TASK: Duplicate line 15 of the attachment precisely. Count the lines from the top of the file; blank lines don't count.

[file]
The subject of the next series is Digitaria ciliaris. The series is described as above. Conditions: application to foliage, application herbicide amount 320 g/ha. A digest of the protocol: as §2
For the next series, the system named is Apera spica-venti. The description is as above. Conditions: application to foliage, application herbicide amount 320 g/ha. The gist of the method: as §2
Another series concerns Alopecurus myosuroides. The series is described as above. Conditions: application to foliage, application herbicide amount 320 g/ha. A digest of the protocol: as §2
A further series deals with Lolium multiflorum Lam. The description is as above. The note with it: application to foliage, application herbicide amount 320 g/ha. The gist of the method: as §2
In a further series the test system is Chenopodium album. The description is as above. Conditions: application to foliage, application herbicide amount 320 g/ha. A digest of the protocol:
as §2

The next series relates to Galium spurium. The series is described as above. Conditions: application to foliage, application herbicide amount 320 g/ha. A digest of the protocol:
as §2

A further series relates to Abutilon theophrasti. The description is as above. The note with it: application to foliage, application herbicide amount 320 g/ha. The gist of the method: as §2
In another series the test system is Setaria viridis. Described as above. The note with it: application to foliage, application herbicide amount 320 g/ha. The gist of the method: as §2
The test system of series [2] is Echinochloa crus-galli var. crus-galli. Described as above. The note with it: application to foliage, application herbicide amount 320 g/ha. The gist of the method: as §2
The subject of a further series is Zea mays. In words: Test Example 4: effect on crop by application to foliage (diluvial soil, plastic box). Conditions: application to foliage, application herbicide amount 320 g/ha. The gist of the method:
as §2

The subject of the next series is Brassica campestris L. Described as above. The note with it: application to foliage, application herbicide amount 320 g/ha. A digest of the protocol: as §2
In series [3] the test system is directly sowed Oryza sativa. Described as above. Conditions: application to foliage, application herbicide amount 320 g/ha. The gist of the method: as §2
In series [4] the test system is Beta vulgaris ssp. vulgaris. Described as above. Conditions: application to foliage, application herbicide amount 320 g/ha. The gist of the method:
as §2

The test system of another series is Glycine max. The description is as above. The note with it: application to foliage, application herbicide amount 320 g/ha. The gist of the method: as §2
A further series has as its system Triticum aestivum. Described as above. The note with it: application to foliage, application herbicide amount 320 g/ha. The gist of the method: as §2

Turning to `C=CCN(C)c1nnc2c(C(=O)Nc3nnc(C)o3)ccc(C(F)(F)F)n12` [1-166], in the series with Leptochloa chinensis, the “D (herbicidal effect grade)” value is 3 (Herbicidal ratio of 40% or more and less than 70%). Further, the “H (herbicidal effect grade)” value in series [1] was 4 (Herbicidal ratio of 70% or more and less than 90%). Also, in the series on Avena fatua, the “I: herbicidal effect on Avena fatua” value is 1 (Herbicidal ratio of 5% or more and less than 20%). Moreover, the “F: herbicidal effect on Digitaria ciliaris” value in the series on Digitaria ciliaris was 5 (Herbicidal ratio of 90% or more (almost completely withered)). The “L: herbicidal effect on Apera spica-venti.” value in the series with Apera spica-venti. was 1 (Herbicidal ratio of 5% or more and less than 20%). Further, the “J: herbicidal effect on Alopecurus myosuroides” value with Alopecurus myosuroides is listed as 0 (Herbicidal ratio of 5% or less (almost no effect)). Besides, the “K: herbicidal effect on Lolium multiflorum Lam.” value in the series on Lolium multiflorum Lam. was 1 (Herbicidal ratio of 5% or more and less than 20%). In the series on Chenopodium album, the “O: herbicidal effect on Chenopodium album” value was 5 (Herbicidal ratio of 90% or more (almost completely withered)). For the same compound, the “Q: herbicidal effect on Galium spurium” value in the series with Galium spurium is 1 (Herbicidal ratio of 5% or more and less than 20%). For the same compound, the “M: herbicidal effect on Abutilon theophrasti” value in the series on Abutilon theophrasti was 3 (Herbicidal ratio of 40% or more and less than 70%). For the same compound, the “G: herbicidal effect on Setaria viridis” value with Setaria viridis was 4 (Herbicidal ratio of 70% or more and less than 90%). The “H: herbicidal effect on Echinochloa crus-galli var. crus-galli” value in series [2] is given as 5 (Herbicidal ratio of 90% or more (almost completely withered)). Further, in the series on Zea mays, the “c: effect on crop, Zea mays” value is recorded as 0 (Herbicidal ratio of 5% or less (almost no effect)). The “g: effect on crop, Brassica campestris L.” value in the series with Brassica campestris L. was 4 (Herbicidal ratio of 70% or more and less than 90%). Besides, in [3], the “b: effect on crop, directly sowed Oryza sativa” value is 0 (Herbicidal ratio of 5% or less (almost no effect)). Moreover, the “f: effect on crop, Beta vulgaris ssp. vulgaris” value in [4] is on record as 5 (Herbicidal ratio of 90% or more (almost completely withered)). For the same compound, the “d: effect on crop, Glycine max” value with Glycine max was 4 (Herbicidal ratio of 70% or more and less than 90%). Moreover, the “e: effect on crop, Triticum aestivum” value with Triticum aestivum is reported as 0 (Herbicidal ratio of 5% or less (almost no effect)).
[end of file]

In series [3] the test system is directly sowed Oryza sativa. Described as above. Conditions: application to foliage, application herbicide amount 320 g/ha. The gist of the method: as §2